Winning tip: Green Britain centre, Swaffham, Norfolk
Here’s a place where you can climb up inside probably the only modern windmill in the world open to the public, and look out from its viewing platform, 65 metres up. You can watch the huge solar tracker following the sun across the sky, making clean energy. My family enjoyed finding out about the windmill blade that, according to some newspapers at the time, was struck by a UFO, and examining Greenbird, which is the fastest wind-powered vehicle on the planet. It’s a fabulous place where all ages can learn about renewable energy and eco-technology in a beautiful environment, wandering around organic orchards, gardens and wetlands. Our whole family loved it.
• Free except windmill tour (booking advised 01760 726100) adult £6, child £4 (2 adults 2 kids £18), greenbritaincentre.co.uk
Bounce Below, Snowdonia
If you want a visit to the centre of the earth with trampolines, slides, ladders and colourful lighting thrown in, head for Bounce Below in north Wales. My three nieces and I had an exhilarating time in a cathedral-size cavern for an hour and were totally exhausted at the end of it. It is also a great way of avoiding the rain and making sure the kids sleep at night.
• £25pp, junior bounce £12.50, spectator £5, booking advised, zipworld.co.uk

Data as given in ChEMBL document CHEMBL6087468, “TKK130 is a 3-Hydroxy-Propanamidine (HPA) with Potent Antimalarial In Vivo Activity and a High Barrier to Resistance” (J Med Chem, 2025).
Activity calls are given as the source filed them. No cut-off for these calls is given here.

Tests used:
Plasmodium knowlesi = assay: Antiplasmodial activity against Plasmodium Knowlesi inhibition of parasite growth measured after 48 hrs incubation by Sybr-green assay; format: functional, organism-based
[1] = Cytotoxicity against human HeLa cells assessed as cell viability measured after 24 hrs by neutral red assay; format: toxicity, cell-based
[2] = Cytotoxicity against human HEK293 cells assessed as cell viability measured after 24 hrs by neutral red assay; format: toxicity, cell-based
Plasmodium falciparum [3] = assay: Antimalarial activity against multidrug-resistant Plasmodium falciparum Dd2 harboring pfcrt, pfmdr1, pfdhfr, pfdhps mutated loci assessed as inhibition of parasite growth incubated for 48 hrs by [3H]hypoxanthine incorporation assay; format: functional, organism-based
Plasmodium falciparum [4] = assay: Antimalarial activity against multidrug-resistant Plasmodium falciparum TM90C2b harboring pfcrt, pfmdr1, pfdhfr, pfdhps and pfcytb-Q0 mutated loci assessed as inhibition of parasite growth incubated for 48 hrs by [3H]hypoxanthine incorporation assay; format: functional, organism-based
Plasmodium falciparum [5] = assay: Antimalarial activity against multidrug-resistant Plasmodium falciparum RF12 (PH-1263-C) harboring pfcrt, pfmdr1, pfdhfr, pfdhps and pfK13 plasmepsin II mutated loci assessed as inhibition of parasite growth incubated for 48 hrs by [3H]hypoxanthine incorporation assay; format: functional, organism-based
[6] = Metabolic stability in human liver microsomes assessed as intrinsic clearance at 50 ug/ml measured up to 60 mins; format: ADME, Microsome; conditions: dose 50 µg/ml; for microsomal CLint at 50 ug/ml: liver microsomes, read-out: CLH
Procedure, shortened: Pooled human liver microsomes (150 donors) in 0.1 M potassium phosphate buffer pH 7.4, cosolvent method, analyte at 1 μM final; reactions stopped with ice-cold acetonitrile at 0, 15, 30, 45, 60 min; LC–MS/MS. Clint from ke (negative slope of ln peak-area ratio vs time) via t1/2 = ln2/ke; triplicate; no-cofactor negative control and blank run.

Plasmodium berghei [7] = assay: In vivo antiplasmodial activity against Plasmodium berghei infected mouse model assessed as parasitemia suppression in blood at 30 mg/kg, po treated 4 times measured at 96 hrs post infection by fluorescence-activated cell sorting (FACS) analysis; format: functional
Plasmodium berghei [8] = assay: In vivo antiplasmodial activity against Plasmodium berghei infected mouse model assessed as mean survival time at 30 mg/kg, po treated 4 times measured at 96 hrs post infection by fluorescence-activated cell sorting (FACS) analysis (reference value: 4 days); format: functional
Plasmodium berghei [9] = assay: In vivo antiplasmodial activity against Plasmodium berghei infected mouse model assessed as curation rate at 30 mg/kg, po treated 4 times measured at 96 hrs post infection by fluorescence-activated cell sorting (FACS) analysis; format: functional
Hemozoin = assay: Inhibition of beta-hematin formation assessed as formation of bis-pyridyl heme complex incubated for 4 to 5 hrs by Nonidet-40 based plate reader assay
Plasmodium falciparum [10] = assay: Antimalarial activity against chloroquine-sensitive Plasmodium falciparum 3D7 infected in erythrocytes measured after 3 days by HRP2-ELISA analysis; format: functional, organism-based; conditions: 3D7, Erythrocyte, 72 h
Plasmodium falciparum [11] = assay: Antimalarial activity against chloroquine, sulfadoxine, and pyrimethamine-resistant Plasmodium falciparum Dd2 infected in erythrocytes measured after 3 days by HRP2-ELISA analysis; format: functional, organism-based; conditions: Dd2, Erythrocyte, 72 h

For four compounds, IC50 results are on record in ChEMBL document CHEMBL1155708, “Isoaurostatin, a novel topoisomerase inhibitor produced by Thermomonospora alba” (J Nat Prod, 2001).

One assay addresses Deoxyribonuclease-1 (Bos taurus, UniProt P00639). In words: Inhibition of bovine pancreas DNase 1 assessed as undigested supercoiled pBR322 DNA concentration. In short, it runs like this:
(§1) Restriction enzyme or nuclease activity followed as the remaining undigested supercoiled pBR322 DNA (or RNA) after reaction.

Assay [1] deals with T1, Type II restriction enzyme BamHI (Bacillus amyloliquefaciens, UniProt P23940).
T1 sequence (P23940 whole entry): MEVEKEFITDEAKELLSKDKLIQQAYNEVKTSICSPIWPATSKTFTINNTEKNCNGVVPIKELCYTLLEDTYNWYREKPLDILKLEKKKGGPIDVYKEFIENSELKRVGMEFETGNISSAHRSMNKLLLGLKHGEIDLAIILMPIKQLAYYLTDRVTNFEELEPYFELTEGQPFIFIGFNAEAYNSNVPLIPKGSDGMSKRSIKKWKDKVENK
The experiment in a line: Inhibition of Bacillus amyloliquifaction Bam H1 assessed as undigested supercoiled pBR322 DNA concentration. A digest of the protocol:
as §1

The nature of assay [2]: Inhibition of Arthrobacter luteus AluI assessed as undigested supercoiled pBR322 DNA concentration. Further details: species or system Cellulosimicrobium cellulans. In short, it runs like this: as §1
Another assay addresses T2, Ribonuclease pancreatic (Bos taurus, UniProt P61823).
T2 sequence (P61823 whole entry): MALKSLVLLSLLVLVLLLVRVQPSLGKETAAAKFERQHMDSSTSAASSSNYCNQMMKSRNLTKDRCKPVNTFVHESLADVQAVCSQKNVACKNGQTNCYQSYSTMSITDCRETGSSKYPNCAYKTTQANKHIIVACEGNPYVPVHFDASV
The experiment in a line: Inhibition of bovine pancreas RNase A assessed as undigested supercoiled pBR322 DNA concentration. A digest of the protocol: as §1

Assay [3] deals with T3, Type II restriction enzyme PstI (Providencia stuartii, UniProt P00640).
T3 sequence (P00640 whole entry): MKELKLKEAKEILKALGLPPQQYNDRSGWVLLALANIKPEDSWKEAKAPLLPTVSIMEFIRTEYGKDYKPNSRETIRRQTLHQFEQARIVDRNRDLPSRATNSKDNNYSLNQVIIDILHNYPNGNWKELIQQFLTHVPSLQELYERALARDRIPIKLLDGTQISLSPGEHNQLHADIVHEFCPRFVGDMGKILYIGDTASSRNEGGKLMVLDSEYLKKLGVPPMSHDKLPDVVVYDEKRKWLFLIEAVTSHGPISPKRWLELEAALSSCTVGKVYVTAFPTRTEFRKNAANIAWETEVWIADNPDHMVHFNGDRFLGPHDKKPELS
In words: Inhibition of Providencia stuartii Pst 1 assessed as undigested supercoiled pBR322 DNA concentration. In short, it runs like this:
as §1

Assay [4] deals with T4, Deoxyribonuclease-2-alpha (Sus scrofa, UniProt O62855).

Ladram Bay, Devon
Park at Mutters Moor, Sidmouth, and have a family hike along the South West Coast Path to Ladram Bay. Enjoy free use of the great adventure playground with pirate ship, zipwire, agility course and a separate area for younger kids. The beach is great for rockpooling at low tide and you can hire kayaks for a paddle around the rock stacks. There is a brilliant indoor swimming pool (adult £4.50, child £3.50) with an interactive water play area. The cafe overlooks the beautiful bay and there are scenic picnic tables aplenty.
Rivington Pike, Lancashire
We stumbled upon this day out trying to find something cheap to do with two young children. My mum had mentioned Rivington Pike but I couldn’t see how it would keep the kids entertained. That morning we packed a picnic and headed up on what we thought would be just a quick walk up a hill, but even at the start of the journey there was so much to see and lots of adventure. There were different paths and hidden places covered by trees, time and the odd waterfall. We came across an abandoned zoo left for 90 years, a Japanese garden and an abandoned house before reaching the summit. We’ve been back and found many more things such as ruins and caves. There always seem to be more paths and more to look at. Overall you could not ask for more from a free day out.
Waterfall adventures, Brecon Beacons
In a less-visited corner of the Brecon Beacons is a young adventurers’ playground, ideal for teenagers. There are caves to explore, waterfalls to traverse and gorges to scramble. Adventures Wales (based at Pontneddfechan, near Neath) does professionally led gorge scrambling trips. Participants will jump off waterfalls, slide down rapids and climb gorges – all while being safely supervised by an experienced guide. It really is a thrilling, fun day out for the whole family. Just be prepared to get wet! For younger children, the walk alone is enough to excite and amaze. The footpath passes right behind one waterfall, a wonderful experience.
• Gorge scrambling £35pp, suitable for over-11s, adventureswales.co.uk
Yorkshire Wildlife Park, Doncaster